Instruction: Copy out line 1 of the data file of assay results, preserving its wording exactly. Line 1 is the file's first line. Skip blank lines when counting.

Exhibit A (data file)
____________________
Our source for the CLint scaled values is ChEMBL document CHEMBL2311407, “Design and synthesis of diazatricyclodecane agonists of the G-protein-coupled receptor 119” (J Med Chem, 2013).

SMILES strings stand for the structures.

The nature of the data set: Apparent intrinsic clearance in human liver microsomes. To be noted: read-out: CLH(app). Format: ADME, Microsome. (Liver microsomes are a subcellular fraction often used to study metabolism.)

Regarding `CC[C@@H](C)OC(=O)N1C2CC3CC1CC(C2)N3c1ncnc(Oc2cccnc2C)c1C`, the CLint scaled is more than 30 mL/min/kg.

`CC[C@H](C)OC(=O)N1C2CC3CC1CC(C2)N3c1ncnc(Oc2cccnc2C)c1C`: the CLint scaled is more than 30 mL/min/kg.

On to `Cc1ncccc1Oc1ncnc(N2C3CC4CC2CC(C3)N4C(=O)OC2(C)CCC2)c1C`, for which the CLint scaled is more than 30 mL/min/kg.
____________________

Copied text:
Our source for the CLint scaled values is ChEMBL document CHEMBL2311407, “Design and synthesis of diazatricyclodecane agonists of the G-protein-coupled receptor 119” (J Med Chem, 2013).